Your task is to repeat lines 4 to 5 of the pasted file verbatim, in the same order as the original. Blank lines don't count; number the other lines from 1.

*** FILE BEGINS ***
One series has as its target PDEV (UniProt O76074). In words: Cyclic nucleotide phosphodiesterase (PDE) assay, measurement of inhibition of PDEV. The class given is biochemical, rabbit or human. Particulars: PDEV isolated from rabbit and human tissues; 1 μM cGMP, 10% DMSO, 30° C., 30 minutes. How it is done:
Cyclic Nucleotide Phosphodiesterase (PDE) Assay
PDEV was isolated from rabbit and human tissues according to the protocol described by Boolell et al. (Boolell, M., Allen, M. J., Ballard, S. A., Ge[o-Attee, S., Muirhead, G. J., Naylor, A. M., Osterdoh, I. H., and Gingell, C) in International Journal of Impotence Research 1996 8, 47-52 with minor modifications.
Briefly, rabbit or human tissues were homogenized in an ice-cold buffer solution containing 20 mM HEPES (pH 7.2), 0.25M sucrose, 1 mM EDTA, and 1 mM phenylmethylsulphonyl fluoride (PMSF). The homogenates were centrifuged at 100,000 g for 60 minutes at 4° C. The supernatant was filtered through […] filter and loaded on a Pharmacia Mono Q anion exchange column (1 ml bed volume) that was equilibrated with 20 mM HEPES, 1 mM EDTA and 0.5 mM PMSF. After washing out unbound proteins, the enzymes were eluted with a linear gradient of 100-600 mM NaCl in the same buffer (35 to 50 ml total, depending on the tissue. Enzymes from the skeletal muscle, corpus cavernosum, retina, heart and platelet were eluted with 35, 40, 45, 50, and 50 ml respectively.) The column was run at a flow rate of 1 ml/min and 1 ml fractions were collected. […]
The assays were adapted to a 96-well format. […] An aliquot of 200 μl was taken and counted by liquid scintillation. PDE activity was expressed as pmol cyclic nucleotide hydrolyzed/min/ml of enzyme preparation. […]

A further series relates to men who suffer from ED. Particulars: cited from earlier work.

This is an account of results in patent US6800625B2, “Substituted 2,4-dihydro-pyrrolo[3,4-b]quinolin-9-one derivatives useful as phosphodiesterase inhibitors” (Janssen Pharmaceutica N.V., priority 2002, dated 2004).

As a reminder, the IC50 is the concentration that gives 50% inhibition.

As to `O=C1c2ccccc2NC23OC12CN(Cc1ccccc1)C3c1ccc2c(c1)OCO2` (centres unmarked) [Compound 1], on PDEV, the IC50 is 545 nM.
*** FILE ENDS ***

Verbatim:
Briefly, rabbit or human tissues were homogenized in an ice-cold buffer solution containing 20 mM HEPES (pH 7.2), 0.25M sucrose, 1 mM EDTA, and 1 mM phenylmethylsulphonyl fluoride (PMSF). The homogenates were centrifuged at 100,000 g for 60 minutes at 4° C. The supernatant was filtered through […] filter and loaded on a Pharmacia Mono Q anion exchange column (1 ml bed volume) that was equilibrated with 20 mM HEPES, 1 mM EDTA and 0.5 mM PMSF. After washing out unbound proteins, the enzymes were eluted with a linear gradient of 100-600 mM NaCl in the same buffer (35 to 50 ml total, depending on the tissue. Enzymes from the skeletal muscle, corpus cavernosum, retina, heart and platelet were eluted with 35, 40, 45, 50, and 50 ml respectively.) The column was run at a flow rate of 1 ml/min and 1 ml fractions were collected. […]
The assays were adapted to a 96-well format. […] An aliquot of 200 μl was taken and counted by liquid scintillation. PDE activity was expressed as pmol cyclic nucleotide hydrolyzed/min/ml of enzyme preparation. […]